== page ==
cpu is available.  Today we set the cpu online right after it comes
      out of the low level bringup, which is not really correct.
      The proper mechanism is to set it to available, i.e. cpu local
      threads, like softirqd, hotplug thread etc. can be scheduled on that
      cpu, and once it finished all booting steps, it's set to online, so
      general workloads can be scheduled on it.  The reverse happens on
      teardown.  First thing to do is to forbid scheduling of general
      workloads, then teardown all the per cpu resources and finally shut it
      off completely.
      This patch series implements the basic infrastructure for this at the
      core level.  This includes the following:
       - Basic state machine implementation with well defined states, so
         ordering and prioritization can be expressed.
       - Interfaces to [un]register state callbacks
         This invokes the bringup/teardown callback on all online cpus with
         the proper protection in place and [un]installs the callbacks in
         the state machine array.
         For callbacks which have no particular ordering requirement we have
         a dynamic state space, so that drivers don't have to register an
         explicit hotplug state.
         If a callback fails, the code automatically does a rollback to the
         previous state.
       - Sysfs interface to drive the state machine to a particular step.
         This is only partially functional today.  Full functionality and
         therefor testability will be achieved once we converted all
         existing hotplug notifiers over to the new scheme.
       - Run all CPU_ONLINE/DOWN_PREPARE notifiers on the booting/dying
           Control CPU                     Booting CPU
           do preparatory steps
           kick cpu into life
                                           do low level init
           sync with booting cpu           sync with control cpu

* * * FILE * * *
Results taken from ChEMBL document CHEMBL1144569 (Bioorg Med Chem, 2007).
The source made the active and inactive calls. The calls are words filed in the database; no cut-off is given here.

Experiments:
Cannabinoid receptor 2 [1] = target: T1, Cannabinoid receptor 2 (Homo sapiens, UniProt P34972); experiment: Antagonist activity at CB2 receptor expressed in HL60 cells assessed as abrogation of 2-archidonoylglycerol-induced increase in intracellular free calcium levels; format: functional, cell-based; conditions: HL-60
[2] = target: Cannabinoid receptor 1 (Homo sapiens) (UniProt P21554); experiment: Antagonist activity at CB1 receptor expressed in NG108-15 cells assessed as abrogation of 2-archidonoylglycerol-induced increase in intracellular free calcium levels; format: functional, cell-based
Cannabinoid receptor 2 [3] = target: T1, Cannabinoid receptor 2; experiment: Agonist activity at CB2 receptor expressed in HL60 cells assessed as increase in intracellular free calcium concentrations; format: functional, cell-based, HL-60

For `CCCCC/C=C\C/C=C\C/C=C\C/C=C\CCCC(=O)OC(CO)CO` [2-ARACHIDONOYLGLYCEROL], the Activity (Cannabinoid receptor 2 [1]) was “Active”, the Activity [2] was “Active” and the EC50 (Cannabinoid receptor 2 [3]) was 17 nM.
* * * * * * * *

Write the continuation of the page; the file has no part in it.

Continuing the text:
wait for boot
                                           bring itself up
                                           Signal completion to control cpu
         In a previous step of this work we've done a full tree mechanical
         conversion of all hotplug notifiers to the new scheme.  The balance
         is a net removal of about 4000 lines of code.
         This is not included in this series, as we decided to take a
         different approach.  Instead of mechanically converting everything
         over, we will do a proper overhaul of the usage sites one by one so
         they nicely fit into the symmetric callback scheme.
         I decided to do that after I looked at the ugliness of some of the
         converted sites and figured out that their hotplug mechanism is
         completely buggered anyway.  So there is no point to do a
         mechanical conversion first as we need to go through the usage
         sites one by one again in order to achieve a full symmetric and
         testable behaviour"
    * 'smp-hotplug-for-linus' of git://git.kernel.org/pub/scm/linux/kernel/git/tip/tip: (23 commits)
      cpu/hotplug: Document states better
      cpu/hotplug: Fix smpboot thread ordering
      cpu/hotplug: Remove redundant state check
      cpu/hotplug: Plug death reporting race
      rcu: Make CPU_DYING_IDLE an explicit call
      cpu/hotplug: Make wait for dead cpu completion based
      cpu/hotplug: Let upcoming cpu bring itself fully up
      arch/hotplug: Call into idle with a proper state
      cpu/hotplug: Move online calls to hotplugged cpu
      cpu/hotplug: Create hotplug threads
      cpu/hotplug: Split out the state walk into functions
      cpu/hotplug: Unpark smpboot threads from the state machine
      cpu/hotplug: Move scheduler cpu_online notifier to hotplug core
      cpu/hotplug: Implement setup/removal interface
      cpu/hotplug: Make target state writeable
      cpu/hotplug: Add sysfs state interface
      cpu/hotplug: Hand in target state to _cpu_up/down
      cpu/hotplug: Convert the hotplugged cpu work to a state machine
      cpu/hotplug: Convert to a state machine for the control processor
      cpu/hotplug: Add tracepoints
smp.c 20 KB